Riemann’s definition of the integral also raised problems in connection with the traditional theorem positing the identity of double and iterated integrals of a function of two variables. Examples were discovered for which the theorem fails to hold. As a result, the traditional formulation of the theorem had to be modified, and the modifications became drastic when Riemann’s definition was extended to unbounded functions. Although Lebesgue himself did not resolve this infelicity, it was his treatment of the problem that formed the foundation for Fubini’s proof (1907) that the Lebesgue integral does make it possible to restore to the theorem the simplicity of its traditional formulation.

During the academic years 1902-1903 and 1904-1905, Lebesgue was given the honor of presenting the Cours Peccot at the Collège de France. His lectures, published as the monographs Leçons sur l’intégration … (1904) and Leç sur les séries trigonométriques (1906), served to make his ideas better known. By 1910 the number of mathematicians engaged in work involving the Lebesgue integral began to increase rapidly. Lebesgue’s own work—particularly his highly successful applications of his integral in the theory of trigonometric series—was the chief reason for this increase, but the pioneering research of others, notably Fatou, F. Riesz, and Fischer, also contributed substantially to the trend. In particular, Riesz’s work on Lp spaces secured a permanent place for the Lebesgue integral in the theory of integral equations and function spaces.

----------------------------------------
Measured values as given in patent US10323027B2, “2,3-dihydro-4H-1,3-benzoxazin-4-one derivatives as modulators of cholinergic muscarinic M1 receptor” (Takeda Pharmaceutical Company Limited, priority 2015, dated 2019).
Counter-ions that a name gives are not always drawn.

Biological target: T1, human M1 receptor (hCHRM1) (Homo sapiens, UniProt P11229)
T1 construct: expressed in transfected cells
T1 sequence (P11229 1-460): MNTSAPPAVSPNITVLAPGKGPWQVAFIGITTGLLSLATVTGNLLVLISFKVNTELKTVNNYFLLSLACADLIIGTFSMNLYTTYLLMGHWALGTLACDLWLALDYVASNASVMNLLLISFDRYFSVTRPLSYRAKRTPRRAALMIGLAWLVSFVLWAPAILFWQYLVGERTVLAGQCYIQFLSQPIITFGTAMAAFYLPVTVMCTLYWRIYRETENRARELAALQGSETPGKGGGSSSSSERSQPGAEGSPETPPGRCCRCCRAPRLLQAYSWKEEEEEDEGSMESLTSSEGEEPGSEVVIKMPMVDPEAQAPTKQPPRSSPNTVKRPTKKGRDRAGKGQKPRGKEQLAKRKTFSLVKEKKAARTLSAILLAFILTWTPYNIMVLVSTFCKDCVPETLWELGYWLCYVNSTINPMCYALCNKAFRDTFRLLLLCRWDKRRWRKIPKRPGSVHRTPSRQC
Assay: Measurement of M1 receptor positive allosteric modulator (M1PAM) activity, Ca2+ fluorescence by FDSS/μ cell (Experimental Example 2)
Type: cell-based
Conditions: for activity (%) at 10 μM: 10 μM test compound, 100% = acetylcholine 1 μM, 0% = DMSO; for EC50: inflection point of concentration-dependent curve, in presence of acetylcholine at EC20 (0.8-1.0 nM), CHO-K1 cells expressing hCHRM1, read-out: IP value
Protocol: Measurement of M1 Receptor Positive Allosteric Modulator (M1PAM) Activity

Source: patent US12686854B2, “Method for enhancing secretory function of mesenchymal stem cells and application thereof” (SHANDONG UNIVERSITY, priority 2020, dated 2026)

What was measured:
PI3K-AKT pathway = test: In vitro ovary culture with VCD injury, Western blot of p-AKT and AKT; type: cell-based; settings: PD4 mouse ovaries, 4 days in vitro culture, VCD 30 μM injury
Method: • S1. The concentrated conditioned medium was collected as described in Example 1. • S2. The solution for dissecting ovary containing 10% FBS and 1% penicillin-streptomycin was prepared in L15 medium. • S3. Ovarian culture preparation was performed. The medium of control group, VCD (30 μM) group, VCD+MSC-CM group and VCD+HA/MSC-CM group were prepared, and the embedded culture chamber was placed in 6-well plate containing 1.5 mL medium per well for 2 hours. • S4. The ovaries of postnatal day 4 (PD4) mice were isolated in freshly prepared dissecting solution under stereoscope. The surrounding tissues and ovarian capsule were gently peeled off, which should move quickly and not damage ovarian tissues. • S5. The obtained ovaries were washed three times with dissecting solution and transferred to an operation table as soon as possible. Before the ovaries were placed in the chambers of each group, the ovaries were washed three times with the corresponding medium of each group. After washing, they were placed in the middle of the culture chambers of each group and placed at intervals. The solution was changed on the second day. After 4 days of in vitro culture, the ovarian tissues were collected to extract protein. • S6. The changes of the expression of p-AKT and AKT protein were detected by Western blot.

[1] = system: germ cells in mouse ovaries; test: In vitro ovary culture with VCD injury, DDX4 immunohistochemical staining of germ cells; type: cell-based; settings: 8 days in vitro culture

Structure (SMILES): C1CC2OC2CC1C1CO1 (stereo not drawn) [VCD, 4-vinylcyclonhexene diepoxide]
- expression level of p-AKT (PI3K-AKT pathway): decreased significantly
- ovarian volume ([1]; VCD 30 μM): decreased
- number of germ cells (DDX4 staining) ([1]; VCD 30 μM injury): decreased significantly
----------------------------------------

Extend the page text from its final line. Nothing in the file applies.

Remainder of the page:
Although Lebesgue was primarily concerned with his own theory of integration, he played a role in bringing about the development of the abstract theories of measure and integration that predominate in contemporary mathematical research. In 1910 he published and important memoir, “Surl’intégration des fonctions discontinues,”in which he extended the theory of integration and differentiation to n-dimensional space. Here Lebesgue introduced, and made fundamental, the notion of a countably additive set function (defined on Lebesgue-measurable sets) and observed in passing that such functions are of bounded variation on sets on which they take a finite value. By thus linking the notions of bounded variation and additivity, Lebesgue’s observation suggested to Radon a definition of the integral that would include both the definitions of Lebesgue and Stieltjes as special cases. Radon’s paper (1913), which soon led to further abstractions, indicated the viability of Lebesgue’s ideas in a much more general setting.